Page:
1

Problem

Using two different Raspberry Pi's, with two different SD cards, and multiple power adapters and cables to make sure I don't have a hardware issue, I've discovered an issue with newer ArchLinux on the my Raspberry Pi.

After some time (no more than ten minutes), my Raspberry Pi stops responding to network requests (even though the lights stay on) and I must either reboot the Pi, or plug in a USB keyboard and restart networkd.

I was not able to figure out the cause of the issue, so I installed Rasbian to see if it had issues with my NIC. Rasbian stayed online for more than eight hours.

The last time I installed ArchLinux was about six months ago, and I had zero issues with network connectivity at that time.


Workaround

Many people believed this to be a hardware issue (#archlinux-arm, #raspberrpi), but I had confidence it was an issue with ArchLinux (or something packaged with ArchLinux) so I installed netctl:

  1. pacman -S netctl
  2. cp /etc/netctl/examples/ethernet-dhcp /etc/netctl
  3. netctl enable ethernet-dhcp
  4. systemctl enable netctl
  5. systemctl disable systemd-networkd

What works

Upon reboot, I immediately have access to the Pi, and the Pi has access to the LAN. The Pi does not drop connectivity, as it did with networkd.

What doesn't work

Once the Pi has gotten an IP address, it does not set up any default routes. The Pi can still access the LAN, but doesn't have WAN access until I give it a default gateway:

  1. route add default gw x.x.x.x eth0

Questions

  1. Are there any known issues with networkd that would explain this issue (I have yet to find anything)?
  2. Does anybody have any suggestions on why networkd is acting this way?
  3. Does anybody have any suggestions on how to get netctl to accept routing options from my DHCP server?
2

I can offer that I have 5 different pi's from B to B+ to Pi2, all running Arch. They were initially installed at various points over the last year and have been upgraded in rolling Arch fashion over the years. I've never seen the issue you describe, I am just using systemd-networkd.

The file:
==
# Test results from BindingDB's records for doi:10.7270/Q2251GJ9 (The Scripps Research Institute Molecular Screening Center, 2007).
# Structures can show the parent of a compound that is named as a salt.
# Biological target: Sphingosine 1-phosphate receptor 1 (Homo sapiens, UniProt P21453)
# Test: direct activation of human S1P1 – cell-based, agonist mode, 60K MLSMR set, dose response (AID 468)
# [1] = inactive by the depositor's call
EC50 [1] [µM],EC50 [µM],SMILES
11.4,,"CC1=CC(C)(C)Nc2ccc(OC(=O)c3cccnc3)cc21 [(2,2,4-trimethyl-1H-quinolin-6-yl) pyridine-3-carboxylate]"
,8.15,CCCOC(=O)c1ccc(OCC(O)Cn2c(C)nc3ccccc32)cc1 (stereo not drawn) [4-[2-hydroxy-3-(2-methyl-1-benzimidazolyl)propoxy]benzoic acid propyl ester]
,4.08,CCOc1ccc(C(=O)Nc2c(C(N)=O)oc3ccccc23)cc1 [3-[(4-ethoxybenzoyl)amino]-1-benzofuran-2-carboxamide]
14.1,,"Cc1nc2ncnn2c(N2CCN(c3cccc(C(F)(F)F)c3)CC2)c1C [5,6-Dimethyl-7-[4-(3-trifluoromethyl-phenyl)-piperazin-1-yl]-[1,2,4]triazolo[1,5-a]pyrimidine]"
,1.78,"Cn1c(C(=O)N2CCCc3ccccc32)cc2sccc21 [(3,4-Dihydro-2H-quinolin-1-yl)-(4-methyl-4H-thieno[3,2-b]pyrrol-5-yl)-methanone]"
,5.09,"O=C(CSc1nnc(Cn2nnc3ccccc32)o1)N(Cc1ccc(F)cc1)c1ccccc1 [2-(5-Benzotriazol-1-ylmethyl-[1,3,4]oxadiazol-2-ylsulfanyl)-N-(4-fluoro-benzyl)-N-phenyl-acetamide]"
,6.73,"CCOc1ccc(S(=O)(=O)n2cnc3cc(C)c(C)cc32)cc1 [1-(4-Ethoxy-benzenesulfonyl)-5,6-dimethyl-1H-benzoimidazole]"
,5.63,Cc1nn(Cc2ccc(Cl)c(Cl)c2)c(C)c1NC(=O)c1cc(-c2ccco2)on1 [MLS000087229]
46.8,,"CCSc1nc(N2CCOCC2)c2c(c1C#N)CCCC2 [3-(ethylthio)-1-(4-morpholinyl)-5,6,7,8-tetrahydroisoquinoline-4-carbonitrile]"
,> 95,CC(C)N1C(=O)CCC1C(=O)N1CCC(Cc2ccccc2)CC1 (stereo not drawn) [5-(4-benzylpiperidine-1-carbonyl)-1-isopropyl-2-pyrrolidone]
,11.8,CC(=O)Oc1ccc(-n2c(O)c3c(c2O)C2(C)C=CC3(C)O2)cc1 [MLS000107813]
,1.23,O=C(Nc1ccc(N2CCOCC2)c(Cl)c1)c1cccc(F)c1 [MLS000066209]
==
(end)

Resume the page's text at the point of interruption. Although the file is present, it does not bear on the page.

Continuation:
As something for you to compare to, here is some info from one of my Pi2s:

> uname -r -m
3.18.9-2-ARCH armv7l
> cat /etc/systemd/network/eth0.network
[Match]
Name=eth0

[Network]
DHCP=both

Here's a dump of all running processes (minus kernel threads and my own sshd process):

> ps -eFlyH | grep -v '\[.*\]$'
S UID        PID  PPID  C PRI  NI   RSS    SZ WCHAN  PSR STIME TTY          TIME CMD
S root         1     0  0  80   0  4476  6013 SyS_ep   2 Mar13 ?        00:01:25 /sbin/init
S root       116     1  0  80   0 11116  5020 SyS_ep   0 Mar13 ?        00:00:13   /usr/lib/systemd/systemd-journald
S root       133     1  0  80   0  2752  2736 SyS_ep   0 Mar13 ?        00:00:00   /usr/lib/systemd/systemd-udevd
S systemd+   170     1  0  80   0  2256  3176 SyS_ep   1 Mar13 ?        00:00:03   /usr/lib/systemd/systemd-timesyncd
S dbus       174     1  0  80   0  2584  1093 SyS_ep   1 Mar13 ?        00:00:04   /usr/bin/dbus-daemon --system --address=systemd: --nofork --nopidfile --systemd-activation
S systemd+   175     1  0  80   0  2540  2850 SyS_ep   3 Mar13 ?        00:00:06   /usr/lib/systemd/systemd-networkd
S root       176     1  0  80   0  2388   780 SyS_ep   2 Mar13 ?        00:00:06   /usr/lib/systemd/systemd-logind
S root       178     1  0  80   0  4256  1938 poll_s   3 Mar13 ?        00:01:12   /usr/bin/haveged -F -w 1024 -v 1
S root       181     1  0  80   0  1388   464 n_tty_   1 Mar13 ?        00:00:00   /sbin/agetty --keep-baud 115200 38400 9600 ttyAMA0 vt102
S root       182     1  0  80   0  1388   464 n_tty_   3 Mar13 tty1     00:00:00   /sbin/agetty --noclear tty1 linux
S systemd+   185     1  0  80   0  2396   954 SyS_ep   2 Mar13 ?        00:00:00   /usr/lib/systemd/systemd-resolved

This pi was just installed last month so it's relatively new and vanilla.

So specific answers to your specific questions:

  1. No idea. I'm offering as a point of reference that I have a handful of pis running Arch using networkd that do not exhibit this behavior.
  2. You can check your logs to see if something is happening on the network, DHCP refresh, etc that might be triggering this.
  3. Haven't done much playing with netctl since networkd has worked well for me.

Your Answer

By clicking “Post Your Answer”, you agree to our terms of service, privacy policy and cookie policy

Not the answer you're looking for? Browse other questions tagged or ask your own question.